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    Loose Canon's Avatar
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    Re: More time under camouflage. :)

    Quote Originally Posted by terrib View Post
    I was zoomed in on the Egret in this first picture and with my eye glued to the eyepiece had no idea that another was approaching. One thing (among many) that separates me from the experienced is that when the other bird suddenly showed up in the frame, I was startled and lost track of what to focus on as the birds were criss-crossing about.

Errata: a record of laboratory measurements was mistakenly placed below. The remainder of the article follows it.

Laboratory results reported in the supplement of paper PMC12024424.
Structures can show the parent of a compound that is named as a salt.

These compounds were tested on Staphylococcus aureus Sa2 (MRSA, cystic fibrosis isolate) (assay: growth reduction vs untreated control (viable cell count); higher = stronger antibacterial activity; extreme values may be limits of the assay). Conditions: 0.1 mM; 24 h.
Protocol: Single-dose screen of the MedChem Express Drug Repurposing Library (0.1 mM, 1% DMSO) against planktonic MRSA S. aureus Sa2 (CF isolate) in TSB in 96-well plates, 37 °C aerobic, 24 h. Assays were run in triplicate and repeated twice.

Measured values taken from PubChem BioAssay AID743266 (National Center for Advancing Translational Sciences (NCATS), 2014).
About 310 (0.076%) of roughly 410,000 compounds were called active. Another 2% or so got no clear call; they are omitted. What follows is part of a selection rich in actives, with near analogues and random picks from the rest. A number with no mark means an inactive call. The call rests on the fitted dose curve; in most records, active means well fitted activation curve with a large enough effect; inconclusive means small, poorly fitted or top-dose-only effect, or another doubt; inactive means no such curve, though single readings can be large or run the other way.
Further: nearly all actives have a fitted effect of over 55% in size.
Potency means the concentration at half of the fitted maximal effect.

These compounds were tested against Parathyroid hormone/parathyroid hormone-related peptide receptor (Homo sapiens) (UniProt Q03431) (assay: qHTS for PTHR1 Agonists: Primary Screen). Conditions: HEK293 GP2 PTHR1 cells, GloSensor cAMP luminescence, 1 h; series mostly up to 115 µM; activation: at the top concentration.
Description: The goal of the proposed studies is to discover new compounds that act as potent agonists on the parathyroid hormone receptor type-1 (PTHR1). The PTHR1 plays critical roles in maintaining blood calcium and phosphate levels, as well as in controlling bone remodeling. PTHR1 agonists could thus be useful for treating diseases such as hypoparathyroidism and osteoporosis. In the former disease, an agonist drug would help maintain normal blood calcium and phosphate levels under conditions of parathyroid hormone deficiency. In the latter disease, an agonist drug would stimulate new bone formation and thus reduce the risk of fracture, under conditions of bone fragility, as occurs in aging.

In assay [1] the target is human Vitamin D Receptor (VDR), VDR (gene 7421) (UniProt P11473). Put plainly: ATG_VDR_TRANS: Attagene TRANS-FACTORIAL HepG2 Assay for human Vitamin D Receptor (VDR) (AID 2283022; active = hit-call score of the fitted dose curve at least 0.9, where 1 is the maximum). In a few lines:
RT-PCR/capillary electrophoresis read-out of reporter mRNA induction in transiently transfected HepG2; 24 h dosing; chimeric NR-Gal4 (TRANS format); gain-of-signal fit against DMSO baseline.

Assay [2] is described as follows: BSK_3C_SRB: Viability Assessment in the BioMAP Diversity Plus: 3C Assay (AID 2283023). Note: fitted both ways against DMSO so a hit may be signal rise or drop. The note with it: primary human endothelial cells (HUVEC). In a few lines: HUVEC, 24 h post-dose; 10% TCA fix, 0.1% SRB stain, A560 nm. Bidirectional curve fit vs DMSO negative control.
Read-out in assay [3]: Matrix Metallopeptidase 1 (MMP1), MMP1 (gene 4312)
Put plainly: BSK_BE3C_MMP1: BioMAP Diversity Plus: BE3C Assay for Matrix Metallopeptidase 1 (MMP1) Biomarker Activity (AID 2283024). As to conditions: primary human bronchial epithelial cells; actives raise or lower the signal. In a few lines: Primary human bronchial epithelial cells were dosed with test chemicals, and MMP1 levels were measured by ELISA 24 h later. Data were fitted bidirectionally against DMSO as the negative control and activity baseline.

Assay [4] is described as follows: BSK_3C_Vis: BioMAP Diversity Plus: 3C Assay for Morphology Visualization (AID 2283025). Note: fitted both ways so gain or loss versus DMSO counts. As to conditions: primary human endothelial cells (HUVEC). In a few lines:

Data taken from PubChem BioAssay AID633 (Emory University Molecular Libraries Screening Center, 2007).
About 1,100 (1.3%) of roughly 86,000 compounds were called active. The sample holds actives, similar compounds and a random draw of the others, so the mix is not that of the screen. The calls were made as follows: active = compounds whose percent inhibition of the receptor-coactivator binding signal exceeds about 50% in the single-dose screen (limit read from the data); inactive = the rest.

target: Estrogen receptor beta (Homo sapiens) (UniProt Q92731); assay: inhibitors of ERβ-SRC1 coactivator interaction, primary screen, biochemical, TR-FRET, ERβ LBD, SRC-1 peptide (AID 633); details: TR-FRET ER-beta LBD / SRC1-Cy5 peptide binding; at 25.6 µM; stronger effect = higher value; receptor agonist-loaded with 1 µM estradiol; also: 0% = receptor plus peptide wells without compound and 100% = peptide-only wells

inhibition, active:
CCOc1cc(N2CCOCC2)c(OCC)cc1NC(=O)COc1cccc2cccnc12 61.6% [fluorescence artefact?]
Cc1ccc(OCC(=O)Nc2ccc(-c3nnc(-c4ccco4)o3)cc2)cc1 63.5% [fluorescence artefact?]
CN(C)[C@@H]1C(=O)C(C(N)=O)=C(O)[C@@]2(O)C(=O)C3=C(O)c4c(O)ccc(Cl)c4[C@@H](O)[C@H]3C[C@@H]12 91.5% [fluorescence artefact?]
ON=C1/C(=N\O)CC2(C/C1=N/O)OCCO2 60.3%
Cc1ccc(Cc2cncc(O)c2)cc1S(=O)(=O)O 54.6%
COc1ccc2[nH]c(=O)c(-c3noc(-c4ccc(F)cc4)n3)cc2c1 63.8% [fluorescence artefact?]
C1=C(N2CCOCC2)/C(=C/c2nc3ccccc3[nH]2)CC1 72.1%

Hi Terri!

    If you aren’t already, it might help you to keep both eyes open when shooting.

    One for the viewfinder, and the other a “spotting” eye. I assume you are keeping one eye closed if one of the birds just “suddenly showed up” in the frame.

    Once you get used to it, it really helps one be more aware of what’s happening outside the frame.

    Quote Originally Posted by terrib View Post
    I'm even able to sneak in slowly behind tree cover and the herons/egrets will fly before I even see them. I'm moving slowing and trying not to make noise. Also developing my stalking/crouching muscles. I just never get to where I can see them before they fly, unless they are on the other side of the lake and even then I have to move slowly. So I was thrilled to have them closer using the camouflage.

    Maybe some camo clothing (camo is the official State Color in Missouri!) would help your stalk. Shoes/boots, gloves, hat, head netting, the works!